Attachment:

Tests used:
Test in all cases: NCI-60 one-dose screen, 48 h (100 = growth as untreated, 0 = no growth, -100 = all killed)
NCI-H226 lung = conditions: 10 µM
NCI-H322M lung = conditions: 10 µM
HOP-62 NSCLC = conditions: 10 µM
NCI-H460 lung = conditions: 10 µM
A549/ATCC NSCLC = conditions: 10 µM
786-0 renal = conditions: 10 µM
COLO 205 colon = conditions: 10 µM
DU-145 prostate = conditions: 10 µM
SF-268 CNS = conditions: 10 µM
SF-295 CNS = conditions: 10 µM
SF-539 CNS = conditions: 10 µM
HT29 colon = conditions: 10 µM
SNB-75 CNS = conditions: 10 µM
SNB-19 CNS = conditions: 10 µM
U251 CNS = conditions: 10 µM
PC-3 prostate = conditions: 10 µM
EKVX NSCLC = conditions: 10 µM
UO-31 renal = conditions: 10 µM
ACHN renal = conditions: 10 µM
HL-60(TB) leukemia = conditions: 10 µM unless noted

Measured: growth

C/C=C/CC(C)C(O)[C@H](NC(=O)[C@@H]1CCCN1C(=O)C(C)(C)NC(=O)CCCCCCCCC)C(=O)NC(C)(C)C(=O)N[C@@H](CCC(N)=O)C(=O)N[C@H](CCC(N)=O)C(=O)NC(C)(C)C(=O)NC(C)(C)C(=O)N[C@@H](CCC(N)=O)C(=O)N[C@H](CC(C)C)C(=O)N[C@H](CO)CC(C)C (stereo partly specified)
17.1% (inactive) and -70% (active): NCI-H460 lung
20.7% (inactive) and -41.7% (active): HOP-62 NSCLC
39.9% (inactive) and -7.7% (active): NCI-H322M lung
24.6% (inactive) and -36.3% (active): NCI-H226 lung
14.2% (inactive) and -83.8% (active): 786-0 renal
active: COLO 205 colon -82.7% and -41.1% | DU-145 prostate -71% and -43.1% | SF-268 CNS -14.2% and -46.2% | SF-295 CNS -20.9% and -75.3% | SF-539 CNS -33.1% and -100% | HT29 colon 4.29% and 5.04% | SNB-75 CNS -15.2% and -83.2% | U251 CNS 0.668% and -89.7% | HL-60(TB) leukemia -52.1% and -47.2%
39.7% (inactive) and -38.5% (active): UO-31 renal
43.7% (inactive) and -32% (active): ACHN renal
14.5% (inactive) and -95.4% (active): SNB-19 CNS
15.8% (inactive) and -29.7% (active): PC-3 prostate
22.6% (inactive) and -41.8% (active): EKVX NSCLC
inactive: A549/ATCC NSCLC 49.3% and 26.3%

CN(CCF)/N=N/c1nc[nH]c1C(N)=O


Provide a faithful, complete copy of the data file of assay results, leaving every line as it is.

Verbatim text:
Tests used:
Test in all cases: NCI-60 one-dose screen, 48 h (100 = growth as untreated, 0 = no growth, -100 = all killed)
NCI-H226 lung = conditions: 10 µM
NCI-H322M lung = conditions: 10 µM
HOP-62 NSCLC = conditions: 10 µM
NCI-H460 lung = conditions: 10 µM
A549/ATCC NSCLC = conditions: 10 µM
786-0 renal = conditions: 10 µM
COLO 205 colon = conditions: 10 µM
DU-145 prostate = conditions: 10 µM
SF-268 CNS = conditions: 10 µM
SF-295 CNS = conditions: 10 µM
SF-539 CNS = conditions: 10 µM
HT29 colon = conditions: 10 µM
SNB-75 CNS = conditions: 10 µM
SNB-19 CNS = conditions: 10 µM
U251 CNS = conditions: 10 µM
PC-3 prostate = conditions: 10 µM
EKVX NSCLC = conditions: 10 µM
UO-31 renal = conditions: 10 µM
ACHN renal = conditions: 10 µM
HL-60(TB) leukemia = conditions: 10 µM unless noted

Measured: growth

C/C=C/CC(C)C(O)[C@H](NC(=O)[C@@H]1CCCN1C(=O)C(C)(C)NC(=O)CCCCCCCCC)C(=O)NC(C)(C)C(=O)N[C@@H](CCC(N)=O)C(=O)N[C@H](CCC(N)=O)C(=O)NC(C)(C)C(=O)NC(C)(C)C(=O)N[C@@H](CCC(N)=O)C(=O)N[C@H](CC(C)C)C(=O)N[C@H](CO)CC(C)C (stereo partly specified)
17.1% (inactive) and -70% (active): NCI-H460 lung
20.7% (inactive) and -41.7% (active): HOP-62 NSCLC
39.9% (inactive) and -7.7% (active): NCI-H322M lung
24.6% (inactive) and -36.3% (active): NCI-H226 lung
14.2% (inactive) and -83.8% (active): 786-0 renal
active: COLO 205 colon -82.7% and -41.1% | DU-145 prostate -71% and -43.1% | SF-268 CNS -14.2% and -46.2% | SF-295 CNS -20.9% and -75.3% | SF-539 CNS -33.1% and -100% | HT29 colon 4.29% and 5.04% | SNB-75 CNS -15.2% and -83.2% | U251 CNS 0.668% and -89.7% | HL-60(TB) leukemia -52.1% and -47.2%
39.7% (inactive) and -38.5% (active): UO-31 renal
43.7% (inactive) and -32% (active): ACHN renal
14.5% (inactive) and -95.4% (active): SNB-19 CNS
15.8% (inactive) and -29.7% (active): PC-3 prostate
22.6% (inactive) and -41.8% (active): EKVX NSCLC
inactive: A549/ATCC NSCLC 49.3% and 26.3%

CN(CCF)/N=N/c1nc[nH]c1C(N)=O